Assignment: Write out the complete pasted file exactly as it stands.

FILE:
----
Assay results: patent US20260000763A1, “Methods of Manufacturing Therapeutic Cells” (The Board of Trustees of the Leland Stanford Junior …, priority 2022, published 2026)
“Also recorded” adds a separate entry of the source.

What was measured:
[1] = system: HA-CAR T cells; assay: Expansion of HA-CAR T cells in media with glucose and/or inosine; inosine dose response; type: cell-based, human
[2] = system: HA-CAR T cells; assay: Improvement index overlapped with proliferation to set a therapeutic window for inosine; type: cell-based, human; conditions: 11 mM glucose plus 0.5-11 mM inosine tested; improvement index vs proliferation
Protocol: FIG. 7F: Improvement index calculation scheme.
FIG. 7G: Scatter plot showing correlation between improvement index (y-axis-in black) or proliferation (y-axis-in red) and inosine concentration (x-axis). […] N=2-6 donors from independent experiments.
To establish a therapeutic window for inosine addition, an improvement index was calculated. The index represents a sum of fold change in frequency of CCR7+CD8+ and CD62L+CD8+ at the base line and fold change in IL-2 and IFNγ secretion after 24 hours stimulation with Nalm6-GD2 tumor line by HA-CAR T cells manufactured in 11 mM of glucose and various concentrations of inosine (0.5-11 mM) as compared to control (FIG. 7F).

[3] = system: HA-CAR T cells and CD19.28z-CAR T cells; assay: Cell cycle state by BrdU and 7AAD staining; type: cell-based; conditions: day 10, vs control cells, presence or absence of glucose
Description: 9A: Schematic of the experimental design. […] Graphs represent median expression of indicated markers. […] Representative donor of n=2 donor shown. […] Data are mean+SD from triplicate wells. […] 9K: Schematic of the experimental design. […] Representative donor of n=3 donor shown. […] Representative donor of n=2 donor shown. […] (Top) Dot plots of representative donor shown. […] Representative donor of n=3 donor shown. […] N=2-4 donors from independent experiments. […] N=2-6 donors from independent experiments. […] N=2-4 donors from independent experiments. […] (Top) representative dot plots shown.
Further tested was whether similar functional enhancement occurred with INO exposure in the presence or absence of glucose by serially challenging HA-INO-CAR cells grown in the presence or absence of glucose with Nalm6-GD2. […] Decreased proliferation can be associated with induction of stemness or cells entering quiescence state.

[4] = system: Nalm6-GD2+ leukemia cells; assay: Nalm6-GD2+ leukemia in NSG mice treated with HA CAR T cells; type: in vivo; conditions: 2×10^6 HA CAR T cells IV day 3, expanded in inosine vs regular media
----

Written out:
Assay results: patent US20260000763A1, “Methods of Manufacturing Therapeutic Cells” (The Board of Trustees of the Leland Stanford Junior …, priority 2022, published 2026)
“Also recorded” adds a separate entry of the source.

What was measured:
[1] = system: HA-CAR T cells; assay: Expansion of HA-CAR T cells in media with glucose and/or inosine; inosine dose response; type: cell-based, human
[2] = system: HA-CAR T cells; assay: Improvement index overlapped with proliferation to set a therapeutic window for inosine; type: cell-based, human; conditions: 11 mM glucose plus 0.5-11 mM inosine tested; improvement index vs proliferation
Protocol: FIG. 7F: Improvement index calculation scheme.
FIG. 7G: Scatter plot showing correlation between improvement index (y-axis-in black) or proliferation (y-axis-in red) and inosine concentration (x-axis). […] N=2-6 donors from independent experiments.
To establish a therapeutic window for inosine addition, an improvement index was calculated. The index represents a sum of fold change in frequency of CCR7+CD8+ and CD62L+CD8+ at the base line and fold change in IL-2 and IFNγ secretion after 24 hours stimulation with Nalm6-GD2 tumor line by HA-CAR T cells manufactured in 11 mM of glucose and various concentrations of inosine (0.5-11 mM) as compared to control (FIG. 7F).

[3] = system: HA-CAR T cells and CD19.28z-CAR T cells; assay: Cell cycle state by BrdU and 7AAD staining; type: cell-based; conditions: day 10, vs control cells, presence or absence of glucose
Description: 9A: Schematic of the experimental design. […] Graphs represent median expression of indicated markers. […] Representative donor of n=2 donor shown. […] Data are mean+SD from triplicate wells. […] 9K: Schematic of the experimental design. […] Representative donor of n=3 donor shown. […] Representative donor of n=2 donor shown. […] (Top) Dot plots of representative donor shown. […] Representative donor of n=3 donor shown. […] N=2-4 donors from independent experiments. […] N=2-6 donors from independent experiments. […] N=2-4 donors from independent experiments. […] (Top) representative dot plots shown.
Further tested was whether similar functional enhancement occurred with INO exposure in the presence or absence of glucose by serially challenging HA-INO-CAR cells grown in the presence or absence of glucose with Nalm6-GD2. […] Decreased proliferation can be associated with induction of stemness or cells entering quiescence state.

[4] = system: Nalm6-GD2+ leukemia cells; assay: Nalm6-GD2+ leukemia in NSG mice treated with HA CAR T cells; type: in vivo; conditions: 2×10^6 HA CAR T cells IV day 3, expanded in inosine vs regular media